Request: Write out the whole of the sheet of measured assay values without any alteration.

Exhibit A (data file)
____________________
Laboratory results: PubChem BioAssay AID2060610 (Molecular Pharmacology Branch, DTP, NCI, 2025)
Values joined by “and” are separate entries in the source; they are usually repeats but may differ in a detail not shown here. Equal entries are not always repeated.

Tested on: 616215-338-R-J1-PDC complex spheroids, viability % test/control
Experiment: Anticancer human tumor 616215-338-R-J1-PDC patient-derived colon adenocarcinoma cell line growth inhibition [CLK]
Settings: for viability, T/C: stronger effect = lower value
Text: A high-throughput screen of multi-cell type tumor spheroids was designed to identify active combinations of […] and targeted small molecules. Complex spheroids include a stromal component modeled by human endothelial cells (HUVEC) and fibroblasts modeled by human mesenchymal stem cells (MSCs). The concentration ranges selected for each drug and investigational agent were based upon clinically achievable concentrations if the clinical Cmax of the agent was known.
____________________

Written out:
Laboratory results: PubChem BioAssay AID2060610 (Molecular Pharmacology Branch, DTP, NCI, 2025)
Values joined by “and” are separate entries in the source; they are usually repeats but may differ in a detail not shown here. Equal entries are not always repeated.

Tested on: 616215-338-R-J1-PDC complex spheroids, viability % test/control
Experiment: Anticancer human tumor 616215-338-R-J1-PDC patient-derived colon adenocarcinoma cell line growth inhibition [CLK]
Settings: for viability, T/C: stronger effect = lower value
Text: A high-throughput screen of multi-cell type tumor spheroids was designed to identify active combinations of […] and targeted small molecules. Complex spheroids include a stromal component modeled by human endothelial cells (HUVEC) and fibroblasts modeled by human mesenchymal stem cells (MSCs). The concentration ranges selected for each drug and investigational agent were based upon clinically achievable concentrations if the clinical Cmax of the agent was known.